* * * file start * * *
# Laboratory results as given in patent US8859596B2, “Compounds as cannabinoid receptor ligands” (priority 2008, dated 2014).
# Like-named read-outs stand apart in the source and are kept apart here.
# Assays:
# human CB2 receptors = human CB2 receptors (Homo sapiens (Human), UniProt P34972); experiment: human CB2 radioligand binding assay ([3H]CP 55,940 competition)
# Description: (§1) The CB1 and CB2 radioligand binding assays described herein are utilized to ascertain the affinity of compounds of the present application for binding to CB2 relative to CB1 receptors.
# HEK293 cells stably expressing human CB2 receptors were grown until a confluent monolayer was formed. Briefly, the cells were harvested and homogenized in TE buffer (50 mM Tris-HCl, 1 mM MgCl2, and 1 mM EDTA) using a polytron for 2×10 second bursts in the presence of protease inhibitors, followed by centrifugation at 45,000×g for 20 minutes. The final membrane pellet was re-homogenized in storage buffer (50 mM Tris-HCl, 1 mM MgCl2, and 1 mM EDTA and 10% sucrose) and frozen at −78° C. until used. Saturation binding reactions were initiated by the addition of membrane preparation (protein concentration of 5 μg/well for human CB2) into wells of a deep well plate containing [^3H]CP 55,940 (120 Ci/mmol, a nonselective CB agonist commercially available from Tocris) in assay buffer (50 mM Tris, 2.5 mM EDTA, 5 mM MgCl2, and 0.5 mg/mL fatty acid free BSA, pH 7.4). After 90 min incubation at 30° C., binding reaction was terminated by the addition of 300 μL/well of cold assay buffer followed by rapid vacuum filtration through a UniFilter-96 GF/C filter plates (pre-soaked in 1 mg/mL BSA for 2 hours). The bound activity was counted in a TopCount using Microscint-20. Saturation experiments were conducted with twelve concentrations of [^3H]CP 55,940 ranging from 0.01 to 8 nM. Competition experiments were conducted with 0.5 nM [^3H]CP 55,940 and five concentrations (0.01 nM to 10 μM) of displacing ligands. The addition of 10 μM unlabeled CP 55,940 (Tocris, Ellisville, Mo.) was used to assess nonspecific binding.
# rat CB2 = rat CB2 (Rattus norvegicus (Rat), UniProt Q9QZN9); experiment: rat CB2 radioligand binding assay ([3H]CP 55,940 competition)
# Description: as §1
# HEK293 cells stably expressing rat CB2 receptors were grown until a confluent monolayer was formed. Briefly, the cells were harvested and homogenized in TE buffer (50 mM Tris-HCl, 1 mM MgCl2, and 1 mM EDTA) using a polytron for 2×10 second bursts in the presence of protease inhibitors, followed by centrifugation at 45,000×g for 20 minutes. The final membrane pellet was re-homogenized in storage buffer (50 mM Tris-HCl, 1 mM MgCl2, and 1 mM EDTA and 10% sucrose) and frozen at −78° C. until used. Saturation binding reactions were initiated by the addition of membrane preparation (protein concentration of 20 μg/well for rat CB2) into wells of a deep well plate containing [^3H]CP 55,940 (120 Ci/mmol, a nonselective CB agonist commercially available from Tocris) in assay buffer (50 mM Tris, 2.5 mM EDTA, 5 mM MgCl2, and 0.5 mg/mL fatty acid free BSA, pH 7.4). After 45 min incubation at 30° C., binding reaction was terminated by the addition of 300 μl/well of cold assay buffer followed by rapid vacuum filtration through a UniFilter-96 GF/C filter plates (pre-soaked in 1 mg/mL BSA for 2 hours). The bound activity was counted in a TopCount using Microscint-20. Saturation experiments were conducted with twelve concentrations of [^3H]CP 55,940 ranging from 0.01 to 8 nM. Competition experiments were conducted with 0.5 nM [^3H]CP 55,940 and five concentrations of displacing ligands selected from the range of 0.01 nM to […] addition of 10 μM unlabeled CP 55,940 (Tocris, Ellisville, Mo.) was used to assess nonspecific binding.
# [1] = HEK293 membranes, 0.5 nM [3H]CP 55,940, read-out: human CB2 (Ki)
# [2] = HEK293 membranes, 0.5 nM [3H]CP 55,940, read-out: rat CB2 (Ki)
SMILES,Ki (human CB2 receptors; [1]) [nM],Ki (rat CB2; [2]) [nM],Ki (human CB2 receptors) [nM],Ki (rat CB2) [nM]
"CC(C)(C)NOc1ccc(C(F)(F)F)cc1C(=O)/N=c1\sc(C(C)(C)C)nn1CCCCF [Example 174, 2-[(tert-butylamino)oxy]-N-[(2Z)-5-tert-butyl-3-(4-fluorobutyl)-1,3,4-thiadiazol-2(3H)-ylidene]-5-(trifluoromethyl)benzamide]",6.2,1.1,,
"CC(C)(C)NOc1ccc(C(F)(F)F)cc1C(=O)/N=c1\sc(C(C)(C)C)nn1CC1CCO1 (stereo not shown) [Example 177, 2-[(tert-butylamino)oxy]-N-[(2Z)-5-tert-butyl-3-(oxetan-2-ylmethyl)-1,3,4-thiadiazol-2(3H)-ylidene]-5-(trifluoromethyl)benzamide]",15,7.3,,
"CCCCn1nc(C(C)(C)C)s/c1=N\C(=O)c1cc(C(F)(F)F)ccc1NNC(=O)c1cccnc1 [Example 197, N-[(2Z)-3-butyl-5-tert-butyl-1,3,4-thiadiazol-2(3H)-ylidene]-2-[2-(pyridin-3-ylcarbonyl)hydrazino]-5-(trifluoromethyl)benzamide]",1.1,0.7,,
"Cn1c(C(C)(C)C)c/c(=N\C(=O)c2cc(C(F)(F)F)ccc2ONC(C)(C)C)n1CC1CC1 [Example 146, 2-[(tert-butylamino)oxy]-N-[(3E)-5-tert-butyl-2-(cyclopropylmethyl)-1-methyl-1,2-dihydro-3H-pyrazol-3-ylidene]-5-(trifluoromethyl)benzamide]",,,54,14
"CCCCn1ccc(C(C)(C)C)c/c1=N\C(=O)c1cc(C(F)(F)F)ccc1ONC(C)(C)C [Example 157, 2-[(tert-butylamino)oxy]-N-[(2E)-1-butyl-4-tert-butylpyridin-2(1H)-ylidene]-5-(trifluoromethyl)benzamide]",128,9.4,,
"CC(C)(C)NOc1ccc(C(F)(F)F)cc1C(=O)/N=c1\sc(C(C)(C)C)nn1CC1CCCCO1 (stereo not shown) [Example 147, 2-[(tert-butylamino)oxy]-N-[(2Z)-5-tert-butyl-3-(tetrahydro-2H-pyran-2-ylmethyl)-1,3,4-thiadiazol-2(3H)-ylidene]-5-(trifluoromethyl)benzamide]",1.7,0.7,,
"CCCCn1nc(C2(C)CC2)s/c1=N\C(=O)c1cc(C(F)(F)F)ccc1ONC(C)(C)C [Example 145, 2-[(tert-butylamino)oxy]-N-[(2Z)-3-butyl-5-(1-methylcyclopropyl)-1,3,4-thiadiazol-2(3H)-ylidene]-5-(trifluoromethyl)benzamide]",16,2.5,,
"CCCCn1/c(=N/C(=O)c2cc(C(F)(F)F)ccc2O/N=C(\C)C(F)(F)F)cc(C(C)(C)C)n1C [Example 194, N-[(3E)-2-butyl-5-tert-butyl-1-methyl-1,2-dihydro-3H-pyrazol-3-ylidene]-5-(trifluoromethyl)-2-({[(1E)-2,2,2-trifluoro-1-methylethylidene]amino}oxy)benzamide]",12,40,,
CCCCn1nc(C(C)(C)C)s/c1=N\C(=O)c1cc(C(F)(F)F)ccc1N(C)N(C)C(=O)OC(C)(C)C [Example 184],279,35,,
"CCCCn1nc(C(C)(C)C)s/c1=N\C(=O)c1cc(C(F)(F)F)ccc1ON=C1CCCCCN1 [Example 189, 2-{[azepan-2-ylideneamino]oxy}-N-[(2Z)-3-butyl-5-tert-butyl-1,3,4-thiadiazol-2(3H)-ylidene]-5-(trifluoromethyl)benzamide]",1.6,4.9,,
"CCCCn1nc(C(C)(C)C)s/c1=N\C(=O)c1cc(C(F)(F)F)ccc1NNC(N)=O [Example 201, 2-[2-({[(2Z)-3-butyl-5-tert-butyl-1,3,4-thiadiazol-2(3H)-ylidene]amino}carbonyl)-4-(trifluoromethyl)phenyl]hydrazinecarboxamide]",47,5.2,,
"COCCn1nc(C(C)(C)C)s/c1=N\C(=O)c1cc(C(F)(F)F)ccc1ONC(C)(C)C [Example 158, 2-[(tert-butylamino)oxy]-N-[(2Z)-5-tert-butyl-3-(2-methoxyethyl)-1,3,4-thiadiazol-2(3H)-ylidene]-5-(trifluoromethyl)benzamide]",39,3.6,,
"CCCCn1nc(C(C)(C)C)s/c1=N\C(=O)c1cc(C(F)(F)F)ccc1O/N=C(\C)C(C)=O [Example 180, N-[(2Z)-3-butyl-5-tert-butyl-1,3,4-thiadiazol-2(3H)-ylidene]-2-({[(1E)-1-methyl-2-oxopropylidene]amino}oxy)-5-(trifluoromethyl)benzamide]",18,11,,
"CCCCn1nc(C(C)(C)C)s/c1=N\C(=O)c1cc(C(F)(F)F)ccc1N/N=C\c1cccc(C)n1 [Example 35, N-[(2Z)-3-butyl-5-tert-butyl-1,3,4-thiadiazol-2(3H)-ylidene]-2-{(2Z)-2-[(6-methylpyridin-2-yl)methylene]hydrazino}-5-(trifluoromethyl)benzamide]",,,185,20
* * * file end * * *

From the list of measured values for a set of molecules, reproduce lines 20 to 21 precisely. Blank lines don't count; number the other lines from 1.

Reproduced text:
"CCCCn1/c(=N/C(=O)c2cc(C(F)(F)F)ccc2O/N=C(\C)C(F)(F)F)cc(C(C)(C)C)n1C [Example 194, N-[(3E)-2-butyl-5-tert-butyl-1-methyl-1,2-dihydro-3H-pyrazol-3-ylidene]-5-(trifluoromethyl)-2-({[(1E)-2,2,2-trifluoro-1-methylethylidene]amino}oxy)benzamide]",12,40,,
CCCCn1nc(C(C)(C)C)s/c1=N\C(=O)c1cc(C(F)(F)F)ccc1N(C)N(C)C(=O)OC(C)(C)C [Example 184],279,35,,